EB-1 Extraordinary Ability:
Under the Immigration and Nationality Act of 1990 (“INA”), Aliens of Extraordinary Ability in the sciences, arts, education, business, or athletics may petition for immigrant visas under the Employment Based First Preference category (“EB-1”).
To be eligible for Legal Permanent Residence under this category, you must be able to demonstrate extraordinary ability in the sciences, arts, education, business, or athletics through sustained national or international acclaim. Furthermore, your achievements must be recognized in your field through extensive documentation. However no offer of employment is required, though it is beneficial to have an actual offer of permanent employment.
In order to qualify the evidence you submit must demonstrate both a “level of expertise indicating that the individual is one of the small percentage who have risen to the very top of their field of endeavor” and “that the alien has sustained national or international acclaim and that his or her achievements have been recognized in the field of expertise”. Kazarian v. USCIS, 596 F.3d 1115 (9th Cir. 2010).
In addition, you must meet 3 of 10 criteria below, or provide evidence of a one-time achievement such as the Pulitzer, an Oscar, or an Olympic Medal. However it is best to meet as many of these criteria as possible.
- Evidence of receipt of lesser nationally or internationally recognized prizes or awards for excellence. This must normally be more than an academic award, scholarship, or educational grant.
- Evidence of your membership in associations in the field which demand outstanding achievement of their members. A qualifying membership will be one that requires a vetting or review process. If working in a particular field and paying membership dues is all that is required, such memberships will not satisfy this particular criteria.
- Evidence of published material about you in professional or major trade publications or other major media. Both digital and print media are acceptable. While articles in smaller circulation papers or websites may satisfy this requirement, establishing a larger circulation or viewership will increase your chance of establishing this criteria.
- Evidence that you have been asked to judge the work of others, either individually or on a panel. This can take many forms, such as peer review for professional journals or judging competitions for awards in a given professional field.
- Evidence of your original scientific, scholarly, artistic, athletic, or business-related contributions of major significance to the field. This criteria can be met by establishing that you have published original work, introduced a new technique, or patented a particular process or technology.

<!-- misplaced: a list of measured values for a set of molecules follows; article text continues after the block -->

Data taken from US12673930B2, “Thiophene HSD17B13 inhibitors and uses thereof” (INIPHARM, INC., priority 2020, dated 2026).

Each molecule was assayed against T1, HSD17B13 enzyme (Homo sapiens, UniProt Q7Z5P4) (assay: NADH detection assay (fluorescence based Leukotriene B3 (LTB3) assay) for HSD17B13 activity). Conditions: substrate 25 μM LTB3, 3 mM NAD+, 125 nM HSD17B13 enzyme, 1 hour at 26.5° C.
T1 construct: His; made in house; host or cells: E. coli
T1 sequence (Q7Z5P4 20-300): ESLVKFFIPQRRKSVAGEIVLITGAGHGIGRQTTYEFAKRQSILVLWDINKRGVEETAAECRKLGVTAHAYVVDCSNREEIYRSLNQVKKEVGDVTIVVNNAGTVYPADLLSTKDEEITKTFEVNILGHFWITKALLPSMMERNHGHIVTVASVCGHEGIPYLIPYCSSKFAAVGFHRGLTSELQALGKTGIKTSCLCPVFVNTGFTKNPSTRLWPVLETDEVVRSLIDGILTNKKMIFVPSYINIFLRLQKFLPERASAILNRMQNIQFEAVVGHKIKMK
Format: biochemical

- Evidence of your authorship of scholarly articles in professional or major trade publications or other major media. This is more than a university news publication. The wider the circulation, bigger Impact Factor, or number of citations are all significant factors.
- Evidence that your work has been displayed at artistic exhibitions or showcases. You will want to be able to provide media reports and similar coverage to establish that your exhibition or showcase was significant in your artistic field.
- Evidence of your performance of a leading or critical role in distinguished organizations. Roles such as CEO, principal musician, or lead researcher would be considered a critical role. A distinguished organization is one that would carry considerable weight in your field, as attested to by your professional peers.
- Evidence that you command a high salary or other significantly high remuneration in relation to others in the field. This is a difficult criteria to meet unless reliable financial information can be obtained for others in your field.
- Evidence of your commercial successes in the performing arts. This criteria is more than merely making a profit. The greater your profit, rate of profit growth, sales of downloads and CDs are all significant factors.
If you believe that you can meet the above criteria contact us today for a free consultation. You should provide your CV or resume, a short description of your work in your chosen field, and a list of 5-15 distinguished professionals familiar with your work that you believe would be willing to write letters in support of your immigration petition.
"Immigration Law is a mystery and a master of obfuscation, and the lawyers who can figure it out are worth their weight in gold." - Karen Kraushaar, INS Spokesperson, Washington Post, April 2001